‘Be not afraid’ to protect, accompany the dying
This year’s Respect Life Program theme, "Be Not Afraid," was recently announced. The Respect Life Program’s purpose is to "help Catholics understand, value, and become engaged with supporting the God-given dignity of every person – which naturally leads to protecting the gift of every person’s life." As previously stated, my current columns are dedicated to the theme, Be Not Afraid. This column focuses on protecting the human dignity of those nearing death.
In Robert Bolt’s famous play about St. Thomas More, "A Man for All Seasons," More attempts to console his daughter, Margaret, before his death, saying: "Death comes for us all; even at our birth – even at our birth, death does but stand aside a little. And every day he looks toward us and muses somewhat to himself whether that day or the next he will draw nigh. It is the law of nature, and the will of God."
More’s words echo the universally accepted reality about life: Death is always imminent. This truth is pivotal to a sound Christian spirituality, especially as regards the last four things that we must prayerfully (and regularly) ponder: death, judgment, heaven and hell.
While death awaits each of us, our faith invites us to something beautiful regarding death. Our faith calls us to attentively, patiently and charitably await death with those who are most near death (that is, the terminally ill). This helps bring about true "death with dignity" (to steal a phrase verbally engineered by the assisted suicide movement).
Though there are numerous ways to help accompany our loved ones at the end of their earthly exile, this column focuses on a few ways with societal and policy implications.
FORMING OUR CONSCIENCES
We are called to properly form our consciences and instruct the consciences of others, which includes formation on end-of-life medical treatment decision making.
As people of reason and faith, our Lord has given us the capacity to understand our human dignity as persons created in his image and likeness. This reality entails moral responsibilities. Among these responsibilities is being educated about ethical principles for end-of-life health care treatment decisions.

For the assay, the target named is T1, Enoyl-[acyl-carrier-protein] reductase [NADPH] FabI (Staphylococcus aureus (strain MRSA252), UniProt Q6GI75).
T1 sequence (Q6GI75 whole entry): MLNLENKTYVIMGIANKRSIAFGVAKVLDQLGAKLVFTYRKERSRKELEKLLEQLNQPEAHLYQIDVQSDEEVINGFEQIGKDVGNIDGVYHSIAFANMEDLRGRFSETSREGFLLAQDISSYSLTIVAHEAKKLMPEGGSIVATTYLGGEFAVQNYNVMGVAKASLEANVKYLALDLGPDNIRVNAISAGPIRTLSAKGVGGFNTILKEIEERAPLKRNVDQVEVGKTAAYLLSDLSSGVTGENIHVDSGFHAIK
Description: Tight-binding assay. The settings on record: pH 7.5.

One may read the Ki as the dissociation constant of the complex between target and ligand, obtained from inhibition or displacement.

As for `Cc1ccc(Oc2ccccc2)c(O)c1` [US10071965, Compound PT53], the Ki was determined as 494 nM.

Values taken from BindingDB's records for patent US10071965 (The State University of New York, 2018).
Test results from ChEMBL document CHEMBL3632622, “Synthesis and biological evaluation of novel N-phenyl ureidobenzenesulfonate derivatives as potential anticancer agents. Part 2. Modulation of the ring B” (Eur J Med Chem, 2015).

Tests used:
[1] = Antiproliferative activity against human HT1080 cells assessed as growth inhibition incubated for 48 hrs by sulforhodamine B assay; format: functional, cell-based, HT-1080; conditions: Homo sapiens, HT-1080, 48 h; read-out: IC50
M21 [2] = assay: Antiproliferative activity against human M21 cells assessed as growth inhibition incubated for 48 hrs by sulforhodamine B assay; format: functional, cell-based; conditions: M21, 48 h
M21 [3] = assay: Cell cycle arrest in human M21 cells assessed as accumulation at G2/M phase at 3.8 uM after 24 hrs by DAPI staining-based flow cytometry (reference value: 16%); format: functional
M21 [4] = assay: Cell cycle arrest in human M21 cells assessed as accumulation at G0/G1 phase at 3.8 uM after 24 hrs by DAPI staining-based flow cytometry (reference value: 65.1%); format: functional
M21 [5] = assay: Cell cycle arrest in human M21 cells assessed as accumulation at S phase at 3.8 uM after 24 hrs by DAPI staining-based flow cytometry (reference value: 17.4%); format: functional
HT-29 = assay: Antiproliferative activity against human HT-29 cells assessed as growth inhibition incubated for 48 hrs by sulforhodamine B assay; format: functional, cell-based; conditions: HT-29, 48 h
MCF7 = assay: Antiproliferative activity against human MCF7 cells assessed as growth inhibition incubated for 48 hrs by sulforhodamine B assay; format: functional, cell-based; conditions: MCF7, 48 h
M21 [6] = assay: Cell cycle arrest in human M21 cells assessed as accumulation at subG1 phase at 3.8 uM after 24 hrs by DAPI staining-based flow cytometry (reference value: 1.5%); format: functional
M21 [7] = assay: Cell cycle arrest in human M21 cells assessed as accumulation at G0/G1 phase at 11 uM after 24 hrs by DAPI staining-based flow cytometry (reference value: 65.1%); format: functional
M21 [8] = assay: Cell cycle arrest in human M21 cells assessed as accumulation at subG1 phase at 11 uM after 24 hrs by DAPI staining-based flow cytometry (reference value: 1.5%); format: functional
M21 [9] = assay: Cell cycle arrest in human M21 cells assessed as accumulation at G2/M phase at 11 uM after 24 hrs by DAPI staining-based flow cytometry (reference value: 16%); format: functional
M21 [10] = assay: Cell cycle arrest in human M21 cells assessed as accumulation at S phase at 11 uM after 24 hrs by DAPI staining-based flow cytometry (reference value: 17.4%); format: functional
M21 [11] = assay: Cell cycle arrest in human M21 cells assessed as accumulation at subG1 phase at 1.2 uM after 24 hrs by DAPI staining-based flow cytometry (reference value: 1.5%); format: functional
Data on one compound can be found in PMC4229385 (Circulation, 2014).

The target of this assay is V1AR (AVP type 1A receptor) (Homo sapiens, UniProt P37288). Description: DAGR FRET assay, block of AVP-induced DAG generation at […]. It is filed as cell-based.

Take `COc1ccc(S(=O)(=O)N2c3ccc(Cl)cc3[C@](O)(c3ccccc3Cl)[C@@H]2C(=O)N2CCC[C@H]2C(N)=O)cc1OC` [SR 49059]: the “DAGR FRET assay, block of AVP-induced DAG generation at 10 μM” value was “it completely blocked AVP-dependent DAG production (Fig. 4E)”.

Notably, the Nebraska Catholic Conference offers a presentation on "Making Tough Medical Choices: Ethical Principles for Medical Treatment Decision Making." If you are interested in having this presentation at your parish, please contact Lauren Garcia, our communications and outreach specialist (402-477-7517 or email@example.com).
SPEAKING WITH LOVED ONES
It is not uncommon for those nearing death to be incapable of making their own medical decisions. In such situations, medical decisions often fall to family members or others best suited to assist health care professionals making medical decisions for the patient. If moral treatment options have not been previously discussed, these situations can become even more difficult. To help remedy such situations, it is important to discuss, in advance, your desired faith-guided medical and pastoral care with family members and loved ones.
Another morally responsible action is establishing a durable power of attorney or living will. This type of advanced health care planning allows you to establish a surrogate or make known your wishes for medical treatment decision making.
The Nebraska Catholic Conference has resources at our website (www.necatholic.org) regarding advanced health care planning, including sample documents that can assist you in establishing a surrogate health care decision maker.
REJECTING ASSISTED SUICIDE AND EUTHANASIA
It goes without saying, but bears repeating, that assisted suicide and euthanasia are dominant attacks against human dignity in our current culture of death. As people of faith who passionately care about personal and societal welfare, we have a high responsibility to oppose the assisted suicide movement, and affirmatively evangelize about the beauty of life (even when life is accompanied by physical and psychological suffering).
By accompanying people nearing death, we witness to the love of the Divine Physician and instill the hope of Jesus Christ crucified, resurrected and ascended. This fills the void of hopelessness that is present within those seeking assisted suicide and euthanasia. It also fulfills the call to accompany others that has been central to Pope Francis’ message.
Remember that the work ahead is not for the faint of heart and, for this reason, our Lord calls us to "be not afraid." Take courage, for Jesus is with us until the end of time!
Tom Venzor is executive director of the Nebraska Catholic Conference, with headquarters in Lincoln. Contact him at firstname.lastname@example.org.